Conquering the Challenge of “Change” through Team Building Maneuvers
Nothing is as upsetting to your people as change. Nothing has greater potential to cause failures, loss of production or failing quality. Yet nothing is as important to the survival of your organization as your people and their response to change.
Research tells us that 70 percent of all change initiatives fail (Source: Author Peter Senge, “The Dance of Change,” Doubleday Press, Toronto, Ont. 1999, p. 3-4). Beyond a doubt, the likelihood of your change initiative failing is overwhelming. Since 2004, I’ve studied, facilitated and taught change processes and experience tells me that change efforts fail for one, two, or all of the following three reasons:
1. Failure to properly define the Future Picture and the impact of the change.
All too often, the “change” initiative addresses the symptoms of current challenges and problems rather than the future the organization wants or needs to create. Change is about creating a desired future, not just correcting current problem/symptoms. https://patellawteam.com/
2. Failure to properly assess the current situation, in order to determine the scope within the requirements for change.
Organizations perpetually assess the current situation against current measures of performance. However, change is not the same as problem-solving or project management. Rather, managing change is about moving an organization strategically forward to achieve its vision of the future.
3. Failure to effectively manage the transition of moving from the present to the future.
Experience demonstrates that failure to effectively manage the transition/transformation need is the leading cause of failure for strategic change initiatives. The change itself is not the problem. Change is an event; it is situational: deciding to implement a new system, target a new market, acquire or merge two organizational cultures (Source: Author William Bridges, “Managing Transitions: Making the Most of Change,” Addison Wesley, Don Mills Ont., p.3). The problem occurs with what happens within the gap between the present and future, after the “change” and before you get to “there.” The reality of change is that change is about people not structures – people are the reasons for stop gaps in change initiatives!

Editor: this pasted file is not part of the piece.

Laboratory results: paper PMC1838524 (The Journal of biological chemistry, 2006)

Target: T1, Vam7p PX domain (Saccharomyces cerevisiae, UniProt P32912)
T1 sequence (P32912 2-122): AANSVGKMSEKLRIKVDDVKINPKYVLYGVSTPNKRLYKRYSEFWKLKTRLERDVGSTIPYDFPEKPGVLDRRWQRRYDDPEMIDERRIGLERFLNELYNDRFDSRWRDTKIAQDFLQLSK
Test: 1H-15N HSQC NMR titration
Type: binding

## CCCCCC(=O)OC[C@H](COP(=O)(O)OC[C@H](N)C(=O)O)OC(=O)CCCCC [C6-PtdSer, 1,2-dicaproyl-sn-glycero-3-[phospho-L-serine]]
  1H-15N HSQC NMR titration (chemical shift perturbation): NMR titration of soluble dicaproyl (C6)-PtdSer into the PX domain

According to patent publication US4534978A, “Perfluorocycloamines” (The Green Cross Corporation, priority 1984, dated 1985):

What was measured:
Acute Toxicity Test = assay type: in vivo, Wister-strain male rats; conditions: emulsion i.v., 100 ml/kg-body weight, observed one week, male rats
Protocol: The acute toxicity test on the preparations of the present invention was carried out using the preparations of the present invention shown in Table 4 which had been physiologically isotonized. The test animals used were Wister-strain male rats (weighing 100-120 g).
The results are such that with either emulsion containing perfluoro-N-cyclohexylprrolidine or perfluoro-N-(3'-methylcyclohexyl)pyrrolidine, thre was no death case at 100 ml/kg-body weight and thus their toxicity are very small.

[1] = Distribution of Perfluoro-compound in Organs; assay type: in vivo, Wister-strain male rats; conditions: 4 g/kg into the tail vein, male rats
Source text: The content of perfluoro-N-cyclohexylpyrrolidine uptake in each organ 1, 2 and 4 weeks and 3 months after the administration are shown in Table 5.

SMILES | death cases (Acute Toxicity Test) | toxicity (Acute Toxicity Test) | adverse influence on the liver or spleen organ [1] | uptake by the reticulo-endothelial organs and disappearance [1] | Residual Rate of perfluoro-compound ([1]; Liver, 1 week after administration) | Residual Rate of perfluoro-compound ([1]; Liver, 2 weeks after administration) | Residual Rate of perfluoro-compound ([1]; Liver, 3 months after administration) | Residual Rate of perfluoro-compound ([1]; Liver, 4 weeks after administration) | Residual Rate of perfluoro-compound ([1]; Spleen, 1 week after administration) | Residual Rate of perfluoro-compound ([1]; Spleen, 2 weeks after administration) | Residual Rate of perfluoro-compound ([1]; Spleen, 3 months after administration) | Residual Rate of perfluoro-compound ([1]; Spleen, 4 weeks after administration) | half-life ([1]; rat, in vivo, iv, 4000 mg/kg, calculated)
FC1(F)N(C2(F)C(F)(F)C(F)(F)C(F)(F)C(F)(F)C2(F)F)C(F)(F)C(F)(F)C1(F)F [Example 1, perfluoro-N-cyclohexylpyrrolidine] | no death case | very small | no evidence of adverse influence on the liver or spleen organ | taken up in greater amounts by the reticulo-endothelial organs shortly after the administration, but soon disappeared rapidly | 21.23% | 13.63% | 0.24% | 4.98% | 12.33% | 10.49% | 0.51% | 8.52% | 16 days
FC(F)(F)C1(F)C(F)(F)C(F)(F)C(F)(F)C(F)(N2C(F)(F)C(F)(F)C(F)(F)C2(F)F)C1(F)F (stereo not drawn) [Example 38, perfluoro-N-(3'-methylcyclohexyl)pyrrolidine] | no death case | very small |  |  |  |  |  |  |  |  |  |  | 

Failure to successfully execute often comes from seeing the change as solely structural, so once the new system is designed and ready for implementation, the new organization is agreed upon and the doctrine papers are signed to legalize the “deal,” everyone, including the CEO, walks away from what is considered (prematurely) a “done deal.” This is a mistake that goes on all too often like a broken record. History is full of examples of organizations and teams that failed when experiencing changing environments (most of them are now extinct). The secret to successfully managing change, from the perspective of the people within the organization and their teams, is “definition” and “understanding.” To make it clear, I’ll explain them in subsets.
Definition and Understanding for the “WHAT” in Teams
It is important to understand that not everyone who works together or in close proximity is a member of a team. This concept is a misnomer for a lot of people. A clear explanation of a team is a group of individuals who are interdependent with respect to intelligence, information, transferable skill sets, resources, and tools and who seek to combine their efforts to achieve a shared-vision towards a common goal. A team, for instance, is either building or falling apart. An essential aptitude for true team building and the maneuvers they require is leading the team into building on a continuous basis. Team building maneuvers lead a group into higher levels of team spirit, cooperation and interpersonal communication. Building teams is the process of developing on the team-dynamics and interpersonal relationship of the people that come together to make-up the unit. Team spirit either grows or it dies based on the dynamics of the unit.